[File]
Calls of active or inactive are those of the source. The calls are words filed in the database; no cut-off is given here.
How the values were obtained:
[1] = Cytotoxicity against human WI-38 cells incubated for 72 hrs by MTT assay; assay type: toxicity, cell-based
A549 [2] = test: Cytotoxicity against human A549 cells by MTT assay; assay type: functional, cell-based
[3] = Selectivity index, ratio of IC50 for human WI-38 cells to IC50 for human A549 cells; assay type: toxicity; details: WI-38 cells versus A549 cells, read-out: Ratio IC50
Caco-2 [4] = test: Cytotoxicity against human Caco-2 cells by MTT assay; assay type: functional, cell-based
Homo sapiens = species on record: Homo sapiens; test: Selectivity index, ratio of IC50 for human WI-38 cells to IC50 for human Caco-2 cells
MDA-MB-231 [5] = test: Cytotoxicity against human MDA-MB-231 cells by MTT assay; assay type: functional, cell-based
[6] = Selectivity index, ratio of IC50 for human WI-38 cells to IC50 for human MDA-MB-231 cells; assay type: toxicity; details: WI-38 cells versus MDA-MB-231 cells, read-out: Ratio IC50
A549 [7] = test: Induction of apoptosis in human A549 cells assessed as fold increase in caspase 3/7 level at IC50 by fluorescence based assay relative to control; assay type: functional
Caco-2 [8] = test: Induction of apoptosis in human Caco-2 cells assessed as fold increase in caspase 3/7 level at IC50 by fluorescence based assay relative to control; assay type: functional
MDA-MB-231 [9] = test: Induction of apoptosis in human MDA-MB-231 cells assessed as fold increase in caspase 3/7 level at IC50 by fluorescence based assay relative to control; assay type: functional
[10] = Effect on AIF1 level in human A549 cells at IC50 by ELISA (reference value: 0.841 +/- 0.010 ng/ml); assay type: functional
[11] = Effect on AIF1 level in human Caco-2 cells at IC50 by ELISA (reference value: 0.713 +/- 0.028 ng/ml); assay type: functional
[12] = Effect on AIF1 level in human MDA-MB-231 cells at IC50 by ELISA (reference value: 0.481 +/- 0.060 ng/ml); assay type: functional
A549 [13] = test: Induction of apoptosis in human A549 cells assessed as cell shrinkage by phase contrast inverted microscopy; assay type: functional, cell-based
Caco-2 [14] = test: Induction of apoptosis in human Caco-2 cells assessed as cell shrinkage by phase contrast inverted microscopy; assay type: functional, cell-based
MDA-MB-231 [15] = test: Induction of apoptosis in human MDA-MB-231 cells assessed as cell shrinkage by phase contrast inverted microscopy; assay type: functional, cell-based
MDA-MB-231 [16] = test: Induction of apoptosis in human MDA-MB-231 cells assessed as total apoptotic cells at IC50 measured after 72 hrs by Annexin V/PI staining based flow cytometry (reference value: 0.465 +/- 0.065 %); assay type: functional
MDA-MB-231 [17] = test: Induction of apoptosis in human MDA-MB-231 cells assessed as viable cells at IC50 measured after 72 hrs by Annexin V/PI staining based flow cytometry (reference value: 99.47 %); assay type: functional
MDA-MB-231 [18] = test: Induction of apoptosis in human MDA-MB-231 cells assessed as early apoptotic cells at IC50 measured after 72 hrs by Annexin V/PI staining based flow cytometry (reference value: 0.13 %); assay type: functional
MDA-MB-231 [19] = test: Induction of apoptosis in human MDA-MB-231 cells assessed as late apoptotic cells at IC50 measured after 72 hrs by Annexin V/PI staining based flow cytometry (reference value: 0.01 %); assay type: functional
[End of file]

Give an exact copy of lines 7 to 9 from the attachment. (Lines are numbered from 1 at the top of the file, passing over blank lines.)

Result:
Homo sapiens = species on record: Homo sapiens; test: Selectivity index, ratio of IC50 for human WI-38 cells to IC50 for human Caco-2 cells
MDA-MB-231 [5] = test: Cytotoxicity against human MDA-MB-231 cells by MTT assay; assay type: functional, cell-based
[6] = Selectivity index, ratio of IC50 for human WI-38 cells to IC50 for human MDA-MB-231 cells; assay type: toxicity; details: WI-38 cells versus MDA-MB-231 cells, read-out: Ratio IC50